The Role of Model Based Drug Development – Is it time to repaint the canvas?
Vikram Sinha (Director, Division of Pharmacometrics, Office of Clinical Pharmacology, CDER, USFDA)
Drug development and regulatory decisions are driven by information that is compiled primarily from clinical trials and other supportive experiments, but also through clinical experience in the post-market period. The wisdom of these decisions determines the efficiency of drug development, the decision to approve the drug, and the resultant guidance on how to use the product, in the label.
While the decisions are usually simple in nature (e.g., trial design and project progression at the company, product and labeling approval at FDA), the data informing the decision are complex and diverse. The used of models in informing decisions (MBDD) with an intent to build a mathematical model of the pertinent physiology includes a pharmacokinetic/pharmacodynamic drug model that tells us how the compound works. It is used to simulate clinical trials in which the following elements can be tested: 1) Develop and test hypotheses for optimizing dosing, 2) simulate alternative dosing strategies, 3) simulate alternative patient populations and, 3) simulate alternative combination treatments.
In addition to ensuring quality standards, regulators are looking for evidence regarding appropriate dosing, consistency among multiple end points and evidence that benefits exceed harms. Many of these elements can be ascertained before a phase 3 trial is conducted. Indeed, what constitutes confirmatory evidence in support of confirmatory trials has been a subject of much debate. Since the first days of the science of pharmacology, evidence of “dose-response” has always constituted the strongest possible positive evidence of a pharmacologic mechanism of action. As our understanding of pharmacologic and pathophysiologic mechanisms increases and more drugs are designed to interact with specific receptors whose links to pathophysiologic mechanisms are well understood, drugs whose pharmacologic mechanism of benefit remains uncertain will constitute a smaller fraction of candidates for development and approval. Thus, MBDD offer an important learning tool not only into mech anistic insights but require clear expression of assumptions and expectations. The single-most important strength of such analyses is its ability to integrate knowledge across the development program, compounds, and biology.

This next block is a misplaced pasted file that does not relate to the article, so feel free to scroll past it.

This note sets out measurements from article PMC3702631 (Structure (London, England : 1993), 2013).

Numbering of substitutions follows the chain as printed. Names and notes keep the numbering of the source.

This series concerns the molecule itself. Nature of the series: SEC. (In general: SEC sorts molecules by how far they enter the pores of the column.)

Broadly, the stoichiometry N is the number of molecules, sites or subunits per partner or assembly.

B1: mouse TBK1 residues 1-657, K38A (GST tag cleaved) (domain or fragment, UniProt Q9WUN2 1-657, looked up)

This presentation will address the role and scope of model based drug development throughout the drug development process with a focus on the role its role in regulatory decision making. Challenges faced regarding modeling and simulation in drug development and strategies to foster and advance appropriate use of modeling and simulation across disciplines will be discussed. Specific use of MBDD in the following areas will be discussed 1) Role of M&S for a trial/program design (e.g. pediatrics) 2) Characterization of dose (exposure) response and dose justification 3) Characterization of multiple endpoints and 4) Subgroup analysis.